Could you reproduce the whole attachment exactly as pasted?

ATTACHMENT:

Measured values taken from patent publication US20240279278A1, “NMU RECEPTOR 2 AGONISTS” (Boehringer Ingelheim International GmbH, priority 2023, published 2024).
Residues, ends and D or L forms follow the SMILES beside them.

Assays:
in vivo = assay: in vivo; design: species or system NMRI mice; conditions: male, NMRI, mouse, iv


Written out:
Measured values taken from patent publication US20240279278A1, “NMU RECEPTOR 2 AGONISTS” (Boehringer Ingelheim International GmbH, priority 2023, published 2024).
Residues, ends and D or L forms follow the SMILES beside them.

Assays:
in vivo = assay: in vivo; design: species or system NMRI mice; conditions: male, NMRI, mouse, iv